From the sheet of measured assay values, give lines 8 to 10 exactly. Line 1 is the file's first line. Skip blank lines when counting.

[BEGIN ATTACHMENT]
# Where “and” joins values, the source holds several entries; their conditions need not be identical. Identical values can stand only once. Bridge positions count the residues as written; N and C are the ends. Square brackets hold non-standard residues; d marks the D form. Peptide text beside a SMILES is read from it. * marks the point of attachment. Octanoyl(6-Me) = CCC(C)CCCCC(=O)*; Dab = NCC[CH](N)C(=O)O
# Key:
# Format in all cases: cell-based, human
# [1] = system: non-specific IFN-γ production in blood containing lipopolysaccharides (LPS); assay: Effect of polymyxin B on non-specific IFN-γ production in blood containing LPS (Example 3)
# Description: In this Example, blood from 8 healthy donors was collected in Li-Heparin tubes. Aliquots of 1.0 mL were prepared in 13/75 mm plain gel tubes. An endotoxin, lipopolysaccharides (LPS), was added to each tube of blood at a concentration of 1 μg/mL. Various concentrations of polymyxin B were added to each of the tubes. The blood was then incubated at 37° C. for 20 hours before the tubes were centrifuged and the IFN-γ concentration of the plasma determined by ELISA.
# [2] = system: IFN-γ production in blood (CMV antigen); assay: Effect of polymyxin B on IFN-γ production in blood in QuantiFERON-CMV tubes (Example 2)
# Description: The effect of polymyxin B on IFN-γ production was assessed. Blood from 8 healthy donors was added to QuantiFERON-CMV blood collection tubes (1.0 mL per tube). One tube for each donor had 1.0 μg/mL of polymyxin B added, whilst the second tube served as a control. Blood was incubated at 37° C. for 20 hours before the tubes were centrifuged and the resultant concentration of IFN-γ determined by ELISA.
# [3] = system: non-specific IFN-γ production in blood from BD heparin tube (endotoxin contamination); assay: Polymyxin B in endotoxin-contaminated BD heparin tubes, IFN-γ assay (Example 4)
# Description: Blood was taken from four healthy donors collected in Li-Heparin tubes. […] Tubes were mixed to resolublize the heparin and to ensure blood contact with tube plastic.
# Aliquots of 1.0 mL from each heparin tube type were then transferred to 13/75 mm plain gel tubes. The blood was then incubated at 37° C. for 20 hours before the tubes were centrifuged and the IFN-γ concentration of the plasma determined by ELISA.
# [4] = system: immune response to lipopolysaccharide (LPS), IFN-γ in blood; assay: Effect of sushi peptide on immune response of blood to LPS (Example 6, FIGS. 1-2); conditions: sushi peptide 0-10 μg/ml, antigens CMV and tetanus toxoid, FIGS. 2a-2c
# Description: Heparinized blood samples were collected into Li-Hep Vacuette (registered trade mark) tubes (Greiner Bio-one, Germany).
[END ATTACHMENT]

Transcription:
# [3] = system: non-specific IFN-γ production in blood from BD heparin tube (endotoxin contamination); assay: Polymyxin B in endotoxin-contaminated BD heparin tubes, IFN-γ assay (Example 4)
# Description: Blood was taken from four healthy donors collected in Li-Heparin tubes. […] Tubes were mixed to resolublize the heparin and to ensure blood contact with tube plastic.
# Aliquots of 1.0 mL from each heparin tube type were then transferred to 13/75 mm plain gel tubes. The blood was then incubated at 37° C. for 20 hours before the tubes were centrifuged and the IFN-γ concentration of the plasma determined by ELISA.